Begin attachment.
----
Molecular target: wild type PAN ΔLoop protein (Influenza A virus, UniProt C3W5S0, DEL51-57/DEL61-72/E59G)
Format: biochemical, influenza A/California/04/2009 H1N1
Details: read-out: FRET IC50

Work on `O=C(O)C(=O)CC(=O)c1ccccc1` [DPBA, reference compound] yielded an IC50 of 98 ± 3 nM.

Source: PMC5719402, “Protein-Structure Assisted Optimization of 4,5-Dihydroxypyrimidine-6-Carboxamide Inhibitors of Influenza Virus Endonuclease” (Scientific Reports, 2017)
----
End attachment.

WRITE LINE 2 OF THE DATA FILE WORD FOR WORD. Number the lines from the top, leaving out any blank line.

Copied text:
Format: biochemical, influenza A/California/04/2009 H1N1